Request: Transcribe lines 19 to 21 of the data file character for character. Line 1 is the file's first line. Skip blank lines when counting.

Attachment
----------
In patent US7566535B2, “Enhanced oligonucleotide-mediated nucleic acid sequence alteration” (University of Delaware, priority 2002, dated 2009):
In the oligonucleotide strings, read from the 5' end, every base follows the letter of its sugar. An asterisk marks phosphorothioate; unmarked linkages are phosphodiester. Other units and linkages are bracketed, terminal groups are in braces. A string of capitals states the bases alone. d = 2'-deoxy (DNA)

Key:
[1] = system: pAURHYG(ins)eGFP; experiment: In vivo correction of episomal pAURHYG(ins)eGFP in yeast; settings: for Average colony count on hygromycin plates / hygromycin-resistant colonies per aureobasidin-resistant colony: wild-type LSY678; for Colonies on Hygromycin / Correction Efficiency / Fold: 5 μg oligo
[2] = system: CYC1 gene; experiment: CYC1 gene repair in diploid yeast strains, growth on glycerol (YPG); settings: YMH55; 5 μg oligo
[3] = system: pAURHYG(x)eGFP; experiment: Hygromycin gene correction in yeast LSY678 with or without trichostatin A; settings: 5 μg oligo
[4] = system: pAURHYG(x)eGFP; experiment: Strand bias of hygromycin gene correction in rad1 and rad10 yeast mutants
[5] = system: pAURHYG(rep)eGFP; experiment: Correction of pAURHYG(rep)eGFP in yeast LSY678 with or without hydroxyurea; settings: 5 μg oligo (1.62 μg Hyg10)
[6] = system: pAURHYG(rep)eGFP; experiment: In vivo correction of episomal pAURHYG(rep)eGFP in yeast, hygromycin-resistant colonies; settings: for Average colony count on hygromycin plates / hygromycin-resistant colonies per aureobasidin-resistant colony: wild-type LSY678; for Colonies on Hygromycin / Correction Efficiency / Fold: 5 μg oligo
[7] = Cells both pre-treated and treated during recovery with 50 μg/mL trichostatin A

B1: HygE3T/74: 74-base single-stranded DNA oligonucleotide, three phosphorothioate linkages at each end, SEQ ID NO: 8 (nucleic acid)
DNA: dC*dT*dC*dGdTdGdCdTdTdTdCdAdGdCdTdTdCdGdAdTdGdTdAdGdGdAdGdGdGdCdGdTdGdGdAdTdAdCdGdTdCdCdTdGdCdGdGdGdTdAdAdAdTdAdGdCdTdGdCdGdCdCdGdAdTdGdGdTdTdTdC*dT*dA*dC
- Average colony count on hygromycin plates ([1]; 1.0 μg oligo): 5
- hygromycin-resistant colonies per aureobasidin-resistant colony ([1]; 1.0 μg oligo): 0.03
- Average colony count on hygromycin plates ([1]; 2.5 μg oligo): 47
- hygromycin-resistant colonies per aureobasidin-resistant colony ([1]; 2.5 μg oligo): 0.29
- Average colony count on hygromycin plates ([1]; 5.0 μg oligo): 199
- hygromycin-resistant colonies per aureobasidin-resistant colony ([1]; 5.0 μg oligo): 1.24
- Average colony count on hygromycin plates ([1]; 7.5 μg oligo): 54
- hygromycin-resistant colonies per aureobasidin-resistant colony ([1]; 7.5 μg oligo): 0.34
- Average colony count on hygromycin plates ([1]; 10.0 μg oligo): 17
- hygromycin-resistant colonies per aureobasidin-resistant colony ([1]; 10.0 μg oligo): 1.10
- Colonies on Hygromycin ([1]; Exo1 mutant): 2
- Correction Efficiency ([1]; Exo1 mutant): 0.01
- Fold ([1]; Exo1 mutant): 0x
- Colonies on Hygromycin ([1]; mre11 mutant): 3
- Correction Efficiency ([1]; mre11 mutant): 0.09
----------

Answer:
- Average colony count on hygromycin plates ([1]; 7.5 μg oligo): 54
- hygromycin-resistant colonies per aureobasidin-resistant colony ([1]; 7.5 μg oligo): 0.34
- Average colony count on hygromycin plates ([1]; 10.0 μg oligo): 17